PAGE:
I started by dumping out my seed collection and measuring the seed packets to make sure the finished boxes would be big enough to hold them. After thinking through what I wanted them to look like I moved over to the white board to get a rough concept sketch with my key measurements on it. Once I had a good idea of what I wanted the finished boxes to look like it was time to move over to the computer to make the 3D model.
To design these I used OnShape, I find that Onshape has a fairly intuitive interface that allows me to quickly design simple shapes. One of the other things that I love about Onshape is the ability to quickly add box joints using the built in plugin. Once I had the model set I transferred it to a drawing and prepared the file for laser cutting in lightburn.
I wanted to play with some different design elements in this build so I designed the initial version to be a combination of thicknesses ranging from ⅛ inch to ½ inch. I thought that would add a visual interest to the otherwise simplistic design.
I started by cutting out the ⅛ inch pieces and worked my way up to the ½ inch pieces, mainly because the thinner materials would cut faster.
Once the pieces were all cut it was time to do a dryfit to see how I did with the design. For the most part everything fits. The joints on the front and rear panel were a little looser than I liked though allowing a bit of “wiggle”, so tomorrow I will address that in the design and have another go at it.
The next day I started at the computer and narrowed the box joints for a tighter fit. After updating the cut file I went to the laser and started by cutting just the back panel to conserve material in case it still wasn’t quite right. The redesign did fix the problem so I masked off a second piece of the ½” material and cut the front panel out as well.
Once the new pieces were cut I moved into assembly mode. Since I was using a variety of materials in this build some of the parts were prefinished and some were raw wood. I masked off the main faces of the parts and hit the tabs with a 220g sandpaper to rough up the finish so that the glue would be able to adhere better.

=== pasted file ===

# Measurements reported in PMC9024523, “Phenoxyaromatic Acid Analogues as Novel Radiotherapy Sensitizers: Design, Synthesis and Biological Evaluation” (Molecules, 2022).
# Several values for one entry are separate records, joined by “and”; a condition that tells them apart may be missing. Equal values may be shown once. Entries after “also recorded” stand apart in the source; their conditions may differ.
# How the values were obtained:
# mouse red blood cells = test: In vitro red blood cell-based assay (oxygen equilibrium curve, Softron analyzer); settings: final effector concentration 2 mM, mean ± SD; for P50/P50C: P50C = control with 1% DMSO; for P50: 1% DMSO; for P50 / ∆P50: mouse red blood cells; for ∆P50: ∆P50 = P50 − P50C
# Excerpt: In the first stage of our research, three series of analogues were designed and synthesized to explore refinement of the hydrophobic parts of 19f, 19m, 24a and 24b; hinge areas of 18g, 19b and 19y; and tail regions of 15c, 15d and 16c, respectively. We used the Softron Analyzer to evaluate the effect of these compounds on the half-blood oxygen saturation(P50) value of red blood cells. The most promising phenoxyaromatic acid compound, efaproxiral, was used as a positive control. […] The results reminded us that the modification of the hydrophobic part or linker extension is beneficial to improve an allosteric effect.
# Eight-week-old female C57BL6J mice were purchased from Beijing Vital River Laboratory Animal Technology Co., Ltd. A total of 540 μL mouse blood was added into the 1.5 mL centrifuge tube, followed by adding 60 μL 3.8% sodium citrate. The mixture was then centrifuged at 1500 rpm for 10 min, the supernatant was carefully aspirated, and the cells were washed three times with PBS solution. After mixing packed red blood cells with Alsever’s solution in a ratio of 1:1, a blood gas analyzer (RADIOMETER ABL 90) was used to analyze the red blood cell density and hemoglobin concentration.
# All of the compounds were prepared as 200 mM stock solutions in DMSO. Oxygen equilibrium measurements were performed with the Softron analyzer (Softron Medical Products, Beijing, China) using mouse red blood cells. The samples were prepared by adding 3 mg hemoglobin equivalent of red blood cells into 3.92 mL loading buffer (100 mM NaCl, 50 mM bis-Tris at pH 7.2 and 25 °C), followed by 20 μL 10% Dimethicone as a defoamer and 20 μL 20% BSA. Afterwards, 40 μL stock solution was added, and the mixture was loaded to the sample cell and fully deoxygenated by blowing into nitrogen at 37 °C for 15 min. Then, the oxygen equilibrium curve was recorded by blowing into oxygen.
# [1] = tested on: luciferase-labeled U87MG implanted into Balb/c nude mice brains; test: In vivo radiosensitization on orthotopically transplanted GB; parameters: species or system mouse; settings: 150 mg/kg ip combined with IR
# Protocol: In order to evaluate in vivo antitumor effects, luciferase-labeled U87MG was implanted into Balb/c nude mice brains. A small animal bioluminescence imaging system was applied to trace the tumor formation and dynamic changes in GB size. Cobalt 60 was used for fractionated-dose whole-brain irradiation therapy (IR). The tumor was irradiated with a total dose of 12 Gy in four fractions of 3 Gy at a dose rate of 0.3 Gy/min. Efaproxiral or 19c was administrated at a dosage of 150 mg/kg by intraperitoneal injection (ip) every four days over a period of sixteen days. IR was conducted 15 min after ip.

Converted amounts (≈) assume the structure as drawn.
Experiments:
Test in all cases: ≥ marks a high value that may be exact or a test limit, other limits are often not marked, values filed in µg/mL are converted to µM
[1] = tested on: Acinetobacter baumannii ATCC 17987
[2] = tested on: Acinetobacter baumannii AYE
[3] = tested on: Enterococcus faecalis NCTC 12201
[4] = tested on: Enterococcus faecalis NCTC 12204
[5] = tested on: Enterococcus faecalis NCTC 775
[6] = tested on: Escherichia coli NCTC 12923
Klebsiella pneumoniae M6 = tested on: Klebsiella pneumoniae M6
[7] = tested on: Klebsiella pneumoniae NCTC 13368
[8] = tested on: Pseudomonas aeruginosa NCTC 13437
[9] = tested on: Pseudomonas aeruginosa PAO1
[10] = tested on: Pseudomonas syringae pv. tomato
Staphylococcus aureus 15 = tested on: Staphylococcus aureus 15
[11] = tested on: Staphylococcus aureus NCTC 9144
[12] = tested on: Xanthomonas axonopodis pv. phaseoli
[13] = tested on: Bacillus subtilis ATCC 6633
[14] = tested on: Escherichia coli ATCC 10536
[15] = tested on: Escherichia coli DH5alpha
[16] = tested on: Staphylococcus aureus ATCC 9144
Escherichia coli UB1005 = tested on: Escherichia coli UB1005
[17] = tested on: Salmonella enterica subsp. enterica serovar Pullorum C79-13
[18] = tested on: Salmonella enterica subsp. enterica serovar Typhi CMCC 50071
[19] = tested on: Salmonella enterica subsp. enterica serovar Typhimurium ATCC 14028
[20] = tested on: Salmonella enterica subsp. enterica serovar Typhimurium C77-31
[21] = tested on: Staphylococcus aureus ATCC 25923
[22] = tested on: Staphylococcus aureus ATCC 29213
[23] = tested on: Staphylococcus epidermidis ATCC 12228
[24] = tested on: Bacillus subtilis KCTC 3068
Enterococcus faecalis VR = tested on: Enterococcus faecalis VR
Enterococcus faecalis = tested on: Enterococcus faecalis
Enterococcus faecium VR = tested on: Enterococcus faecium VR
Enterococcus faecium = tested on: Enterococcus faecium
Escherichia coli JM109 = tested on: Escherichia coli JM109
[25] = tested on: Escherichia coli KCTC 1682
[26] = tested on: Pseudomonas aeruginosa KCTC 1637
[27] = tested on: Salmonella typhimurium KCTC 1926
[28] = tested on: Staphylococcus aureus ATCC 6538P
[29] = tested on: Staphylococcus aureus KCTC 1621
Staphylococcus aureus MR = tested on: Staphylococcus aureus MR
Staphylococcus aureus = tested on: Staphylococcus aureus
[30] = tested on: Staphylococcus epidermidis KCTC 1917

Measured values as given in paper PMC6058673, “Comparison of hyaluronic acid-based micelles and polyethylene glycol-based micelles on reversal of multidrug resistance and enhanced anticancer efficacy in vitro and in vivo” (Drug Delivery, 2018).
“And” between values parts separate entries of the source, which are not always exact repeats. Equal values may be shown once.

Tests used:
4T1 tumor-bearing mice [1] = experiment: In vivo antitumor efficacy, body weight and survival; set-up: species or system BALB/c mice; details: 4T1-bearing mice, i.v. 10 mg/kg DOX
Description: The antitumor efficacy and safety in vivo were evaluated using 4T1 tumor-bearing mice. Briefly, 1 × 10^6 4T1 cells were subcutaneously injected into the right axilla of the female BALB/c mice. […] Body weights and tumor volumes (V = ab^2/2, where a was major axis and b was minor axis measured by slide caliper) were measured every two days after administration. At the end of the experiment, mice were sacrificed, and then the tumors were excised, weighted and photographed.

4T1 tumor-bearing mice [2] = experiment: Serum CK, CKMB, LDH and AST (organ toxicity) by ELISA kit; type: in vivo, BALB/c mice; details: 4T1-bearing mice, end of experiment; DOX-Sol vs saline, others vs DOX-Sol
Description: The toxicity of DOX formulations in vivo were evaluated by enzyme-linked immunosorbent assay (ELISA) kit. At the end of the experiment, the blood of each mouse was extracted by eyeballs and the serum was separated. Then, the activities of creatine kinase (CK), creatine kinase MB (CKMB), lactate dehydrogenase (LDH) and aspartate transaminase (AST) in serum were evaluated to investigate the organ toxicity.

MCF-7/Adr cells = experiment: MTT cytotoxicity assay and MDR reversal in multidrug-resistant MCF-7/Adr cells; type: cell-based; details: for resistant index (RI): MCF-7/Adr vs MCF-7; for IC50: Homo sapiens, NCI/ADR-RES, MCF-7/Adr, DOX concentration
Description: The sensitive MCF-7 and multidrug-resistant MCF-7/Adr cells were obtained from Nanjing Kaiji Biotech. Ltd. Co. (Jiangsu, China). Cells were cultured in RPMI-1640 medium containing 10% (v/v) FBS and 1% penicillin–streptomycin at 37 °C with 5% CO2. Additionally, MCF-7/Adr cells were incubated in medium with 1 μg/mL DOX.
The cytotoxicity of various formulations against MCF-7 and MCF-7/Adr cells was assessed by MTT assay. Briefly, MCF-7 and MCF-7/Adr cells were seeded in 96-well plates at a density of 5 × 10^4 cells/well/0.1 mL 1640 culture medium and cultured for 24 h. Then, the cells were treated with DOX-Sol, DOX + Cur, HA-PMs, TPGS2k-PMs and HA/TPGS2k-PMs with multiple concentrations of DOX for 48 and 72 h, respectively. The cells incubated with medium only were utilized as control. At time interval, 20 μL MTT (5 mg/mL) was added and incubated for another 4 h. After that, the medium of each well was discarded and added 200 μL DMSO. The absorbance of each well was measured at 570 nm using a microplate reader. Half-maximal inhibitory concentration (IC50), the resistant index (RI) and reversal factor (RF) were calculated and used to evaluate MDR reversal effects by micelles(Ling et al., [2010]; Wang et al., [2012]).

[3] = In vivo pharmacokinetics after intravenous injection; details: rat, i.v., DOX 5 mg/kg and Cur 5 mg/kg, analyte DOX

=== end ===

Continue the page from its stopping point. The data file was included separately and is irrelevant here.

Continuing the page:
After sanding I glued it all together using gorilla wood glue, I chose gorilla wood glue for this project because the glue dries clear which can help to minimize the amount of work after if there is a little bit of squeeze out missed when wiping it down. Once it was assembled I “clamped” it together with painters tape and let it sit for about an hour to set up.
After letting the glue harden for about an hour I removed the tape and prepared the box for finish. My original plan was to rough up the prefinished wood and apply a wipe on poly to the whole box, but then I remembered that when Brooke made her laser cut backpack the finish pooled in spots. I decided to mask off the prefinished parts and only apply the wipe on poly to the bare wood instead.
I ended up applying three coats of Minwax Satin Wipe on poly before removing the painters tape and calling it a day.
The project was basically done at this point, but I have A LOT of seed packets so I thought a second larger size was in order. So I started by making a second version of the same box that was longer. The steps were the same as on the previous days so I wont go into details, but one thing I will say is that the biggest advantage to using a program like OnShape is that you can easily make adjustments and change the sizes of your workpiece to make different variations.
While I was in there I also made a second version of the two sizes that don’t require the ½ inch, a glowforge friendly version if you will.
All of the files for all 4 iterations are available over in the project downloads. The graphic can easily be swapped out if you want to use the boxes for another purpose other than seeds.